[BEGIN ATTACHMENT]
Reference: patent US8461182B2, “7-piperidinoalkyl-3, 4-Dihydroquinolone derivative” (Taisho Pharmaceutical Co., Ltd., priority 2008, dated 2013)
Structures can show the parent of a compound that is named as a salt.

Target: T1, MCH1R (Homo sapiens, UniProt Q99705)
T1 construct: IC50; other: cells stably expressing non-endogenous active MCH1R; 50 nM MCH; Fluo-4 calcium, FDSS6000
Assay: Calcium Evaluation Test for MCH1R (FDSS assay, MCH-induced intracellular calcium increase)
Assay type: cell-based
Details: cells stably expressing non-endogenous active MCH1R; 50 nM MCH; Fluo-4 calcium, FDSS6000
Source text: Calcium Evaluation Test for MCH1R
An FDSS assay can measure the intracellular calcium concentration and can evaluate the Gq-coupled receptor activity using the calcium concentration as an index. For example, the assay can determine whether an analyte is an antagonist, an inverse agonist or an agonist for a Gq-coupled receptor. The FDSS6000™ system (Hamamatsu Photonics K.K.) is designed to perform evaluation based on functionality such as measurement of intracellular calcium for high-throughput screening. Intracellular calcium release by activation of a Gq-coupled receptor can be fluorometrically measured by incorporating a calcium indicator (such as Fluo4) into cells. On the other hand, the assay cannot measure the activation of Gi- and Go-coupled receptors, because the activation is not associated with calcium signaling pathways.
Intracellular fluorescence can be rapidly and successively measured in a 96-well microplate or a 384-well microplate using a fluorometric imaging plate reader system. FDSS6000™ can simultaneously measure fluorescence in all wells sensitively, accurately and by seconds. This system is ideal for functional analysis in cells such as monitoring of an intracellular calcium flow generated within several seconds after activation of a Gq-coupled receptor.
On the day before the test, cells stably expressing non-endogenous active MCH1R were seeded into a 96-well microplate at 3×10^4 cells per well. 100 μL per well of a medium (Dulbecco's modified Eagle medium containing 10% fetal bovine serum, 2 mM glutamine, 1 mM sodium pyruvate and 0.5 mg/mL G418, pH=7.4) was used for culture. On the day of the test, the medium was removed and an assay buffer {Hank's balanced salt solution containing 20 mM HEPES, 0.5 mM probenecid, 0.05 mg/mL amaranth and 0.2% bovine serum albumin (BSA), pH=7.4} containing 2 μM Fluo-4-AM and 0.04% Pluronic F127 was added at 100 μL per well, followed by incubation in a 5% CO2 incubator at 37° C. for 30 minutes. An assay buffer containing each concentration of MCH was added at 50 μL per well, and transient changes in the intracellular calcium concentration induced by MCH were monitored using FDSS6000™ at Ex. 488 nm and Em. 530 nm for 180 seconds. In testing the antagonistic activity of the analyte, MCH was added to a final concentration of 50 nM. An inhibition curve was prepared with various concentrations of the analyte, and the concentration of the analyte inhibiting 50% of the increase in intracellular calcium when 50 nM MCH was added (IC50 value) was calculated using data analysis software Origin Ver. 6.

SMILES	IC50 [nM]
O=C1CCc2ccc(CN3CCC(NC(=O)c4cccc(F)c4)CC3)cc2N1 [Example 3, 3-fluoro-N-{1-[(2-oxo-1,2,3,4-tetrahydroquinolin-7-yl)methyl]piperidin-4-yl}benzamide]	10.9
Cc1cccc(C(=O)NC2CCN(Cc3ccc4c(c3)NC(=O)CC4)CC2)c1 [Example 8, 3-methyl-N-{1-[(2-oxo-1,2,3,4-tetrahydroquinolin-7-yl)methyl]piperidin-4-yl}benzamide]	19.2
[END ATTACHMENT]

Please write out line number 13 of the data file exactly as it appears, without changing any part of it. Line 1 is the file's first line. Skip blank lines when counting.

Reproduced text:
O=C1CCc2ccc(CN3CCC(NC(=O)c4cccc(F)c4)CC3)cc2N1 [Example 3, 3-fluoro-N-{1-[(2-oxo-1,2,3,4-tetrahydroquinolin-7-yl)methyl]piperidin-4-yl}benzamide]	10.9